Little Amal: more info
Little Amal was in The Hague!
She’s only 10 years old and walked all the way from the Turkish/Syrian border to Europe. It was an 8,000-kilometre journey, and she was traveling alone, in search of her mother. Her name is Little Amal.
Little Amal is a giant puppet. Representing a refugee girl, she calls attention to the millions of homeless children around the world. Children who are fleeing war or violence with their families – or, like Little Amal, all alone. After an incredible journey, Amal has finally arrived in England in early November.
After that, Amare invited Amal to come visit The Hague, where she was welcomed as a special guest from 15 to 19 November 2021. During that week, she visited a number of important landmarks and locations in The Hague, like Madurodam, the Cultuurankers (Cultural Anchors), various schools and, of course, Amare.
The Walk was a project by the Good Chance Theatre Company from England and the South African Handspring Puppet Company.
In charge of The Walk was Palestinian director Amir Nizar Zuabi. Little Amal’s journey took her from Turkey to Greece, Italy, Switzerland, Germany, Belgium, France and the UK. Along the way, she told the stories of the refugee children whom she represents in more than 70 cities, where she was received with art, discussions and community projects.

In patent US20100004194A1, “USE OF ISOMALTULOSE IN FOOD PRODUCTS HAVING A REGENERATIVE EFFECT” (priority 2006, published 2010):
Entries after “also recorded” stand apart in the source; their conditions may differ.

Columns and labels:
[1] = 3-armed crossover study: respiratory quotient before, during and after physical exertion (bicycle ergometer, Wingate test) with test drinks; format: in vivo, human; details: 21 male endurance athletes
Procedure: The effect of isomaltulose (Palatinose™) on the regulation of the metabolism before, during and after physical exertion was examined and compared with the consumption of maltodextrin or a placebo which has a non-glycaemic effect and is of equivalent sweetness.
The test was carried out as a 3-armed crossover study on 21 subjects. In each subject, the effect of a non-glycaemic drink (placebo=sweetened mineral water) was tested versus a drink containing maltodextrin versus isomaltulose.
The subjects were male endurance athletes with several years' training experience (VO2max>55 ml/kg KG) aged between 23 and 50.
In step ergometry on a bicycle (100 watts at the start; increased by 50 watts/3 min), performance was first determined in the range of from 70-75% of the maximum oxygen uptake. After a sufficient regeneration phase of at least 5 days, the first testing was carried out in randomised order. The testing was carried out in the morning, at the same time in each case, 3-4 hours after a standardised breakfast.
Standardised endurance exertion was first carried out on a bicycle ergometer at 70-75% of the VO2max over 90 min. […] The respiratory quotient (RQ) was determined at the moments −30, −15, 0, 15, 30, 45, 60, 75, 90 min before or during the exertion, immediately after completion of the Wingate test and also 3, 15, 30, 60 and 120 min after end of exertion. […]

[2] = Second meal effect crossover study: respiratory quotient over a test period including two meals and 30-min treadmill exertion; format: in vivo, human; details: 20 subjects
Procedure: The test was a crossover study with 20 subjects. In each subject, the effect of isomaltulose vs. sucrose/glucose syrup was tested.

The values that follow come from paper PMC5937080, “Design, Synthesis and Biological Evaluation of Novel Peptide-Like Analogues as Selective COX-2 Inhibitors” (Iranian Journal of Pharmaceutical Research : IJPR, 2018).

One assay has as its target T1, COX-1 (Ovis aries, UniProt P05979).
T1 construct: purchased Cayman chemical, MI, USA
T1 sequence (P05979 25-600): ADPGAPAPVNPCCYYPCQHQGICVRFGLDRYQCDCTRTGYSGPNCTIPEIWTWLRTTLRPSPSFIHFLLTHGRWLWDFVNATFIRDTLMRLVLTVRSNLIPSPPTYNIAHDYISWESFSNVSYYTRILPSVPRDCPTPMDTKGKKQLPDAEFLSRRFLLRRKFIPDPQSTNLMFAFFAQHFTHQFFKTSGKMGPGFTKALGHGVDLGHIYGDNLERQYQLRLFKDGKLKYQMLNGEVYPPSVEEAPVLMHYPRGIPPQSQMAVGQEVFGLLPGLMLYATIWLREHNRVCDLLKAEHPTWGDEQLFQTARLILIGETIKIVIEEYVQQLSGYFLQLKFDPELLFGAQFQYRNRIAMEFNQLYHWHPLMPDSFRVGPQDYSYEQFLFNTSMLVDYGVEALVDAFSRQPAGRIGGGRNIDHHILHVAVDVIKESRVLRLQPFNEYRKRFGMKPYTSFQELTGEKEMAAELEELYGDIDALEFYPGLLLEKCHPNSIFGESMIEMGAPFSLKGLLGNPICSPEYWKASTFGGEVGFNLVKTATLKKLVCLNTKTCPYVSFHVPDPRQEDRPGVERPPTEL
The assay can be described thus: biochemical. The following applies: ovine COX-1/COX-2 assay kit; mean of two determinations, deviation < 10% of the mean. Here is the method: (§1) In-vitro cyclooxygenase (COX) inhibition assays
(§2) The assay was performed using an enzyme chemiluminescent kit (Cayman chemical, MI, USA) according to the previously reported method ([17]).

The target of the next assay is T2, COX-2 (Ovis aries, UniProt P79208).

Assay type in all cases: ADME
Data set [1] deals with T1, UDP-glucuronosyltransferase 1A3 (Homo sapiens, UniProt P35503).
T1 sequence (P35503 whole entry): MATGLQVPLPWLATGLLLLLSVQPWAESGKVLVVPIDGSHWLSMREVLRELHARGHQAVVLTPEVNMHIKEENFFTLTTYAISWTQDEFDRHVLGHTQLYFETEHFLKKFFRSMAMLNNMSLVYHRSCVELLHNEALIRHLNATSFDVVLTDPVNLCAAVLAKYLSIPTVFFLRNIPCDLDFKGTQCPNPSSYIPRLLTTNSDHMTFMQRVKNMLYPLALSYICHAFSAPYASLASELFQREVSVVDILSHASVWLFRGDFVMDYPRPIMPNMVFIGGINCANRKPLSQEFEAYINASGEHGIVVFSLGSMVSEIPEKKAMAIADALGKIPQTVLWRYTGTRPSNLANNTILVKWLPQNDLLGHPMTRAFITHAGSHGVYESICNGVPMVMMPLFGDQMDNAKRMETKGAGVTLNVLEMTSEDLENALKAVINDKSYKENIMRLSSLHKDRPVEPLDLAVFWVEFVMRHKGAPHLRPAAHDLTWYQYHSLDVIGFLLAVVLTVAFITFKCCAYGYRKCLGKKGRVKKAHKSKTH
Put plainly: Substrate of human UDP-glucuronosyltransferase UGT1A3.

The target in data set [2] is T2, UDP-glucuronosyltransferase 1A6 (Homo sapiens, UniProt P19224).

Little Amal in The Hague
The Hague is the city of peace and justice, so after all it really belongs on the list of Little Amal’s destinations. Amare invited Little Amal to visit The Hague from 15 to 21 November 2021.
The opening of Amare and Amal’s stay in The Hague were under the direction of theatre maker Ira Judkovskaja, formerly the artistic director at Tryater. Little Amal met up with various organisations and communities in the city, who received her with workshops, discussions and exhibitions. An extensive educational programme was also developed for primary and secondary schools.
More about Little Amal
With her expressive gestures and dance, Little Amal creates encounters between people everywhere she goes. Her nonverbal, universal puppetry reaches out to people with very different backgrounds. Little Amal draws attention to migration and refugee issues, but is also a reminder of the connection and hope that art can create. We were very honoured to welcome her in Amare.
Little Amal was on a journey of more than 8000 kilometres through eight countries. To build a doll capable of coping with such a physical challenge, the Handspring Puppet Company used strong but lightweight materials, such as reeds and carbon. Little Amal is brought to life by four puppeteers: one controlling each arm, one supporting her back, and one on stilts inside her body. Watch the video below to see how they do it.